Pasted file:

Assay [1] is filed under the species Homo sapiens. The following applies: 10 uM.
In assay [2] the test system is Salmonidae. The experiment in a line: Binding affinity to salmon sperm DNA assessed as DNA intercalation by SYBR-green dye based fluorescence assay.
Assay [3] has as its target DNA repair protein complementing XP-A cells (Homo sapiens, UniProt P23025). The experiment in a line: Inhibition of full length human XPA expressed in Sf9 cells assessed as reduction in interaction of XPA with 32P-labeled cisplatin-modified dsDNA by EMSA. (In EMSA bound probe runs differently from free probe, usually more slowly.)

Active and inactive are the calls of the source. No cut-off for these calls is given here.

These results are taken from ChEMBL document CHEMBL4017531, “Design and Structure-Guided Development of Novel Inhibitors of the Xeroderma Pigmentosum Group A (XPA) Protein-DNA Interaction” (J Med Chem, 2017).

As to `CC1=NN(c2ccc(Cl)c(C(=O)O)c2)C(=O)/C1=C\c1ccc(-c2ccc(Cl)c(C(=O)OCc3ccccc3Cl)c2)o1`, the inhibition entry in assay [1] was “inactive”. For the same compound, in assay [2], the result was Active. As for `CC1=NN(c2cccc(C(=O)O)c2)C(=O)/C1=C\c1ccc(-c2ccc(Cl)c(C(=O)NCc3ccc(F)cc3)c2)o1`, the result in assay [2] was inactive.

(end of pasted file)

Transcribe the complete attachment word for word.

Assay [1] is filed under the species Homo sapiens. The following applies: 10 uM.
In assay [2] the test system is Salmonidae. The experiment in a line: Binding affinity to salmon sperm DNA assessed as DNA intercalation by SYBR-green dye based fluorescence assay.
Assay [3] has as its target DNA repair protein complementing XP-A cells (Homo sapiens, UniProt P23025). The experiment in a line: Inhibition of full length human XPA expressed in Sf9 cells assessed as reduction in interaction of XPA with 32P-labeled cisplatin-modified dsDNA by EMSA. (In EMSA bound probe runs differently from free probe, usually more slowly.)

Active and inactive are the calls of the source. No cut-off for these calls is given here.

These results are taken from ChEMBL document CHEMBL4017531, “Design and Structure-Guided Development of Novel Inhibitors of the Xeroderma Pigmentosum Group A (XPA) Protein-DNA Interaction” (J Med Chem, 2017).

As to `CC1=NN(c2ccc(Cl)c(C(=O)O)c2)C(=O)/C1=C\c1ccc(-c2ccc(Cl)c(C(=O)OCc3ccccc3Cl)c2)o1`, the inhibition entry in assay [1] was “inactive”. For the same compound, in assay [2], the result was Active. As for `CC1=NN(c2cccc(C(=O)O)c2)C(=O)/C1=C\c1ccc(-c2ccc(Cl)c(C(=O)NCc3ccc(F)cc3)c2)o1`, the result in assay [2] was inactive.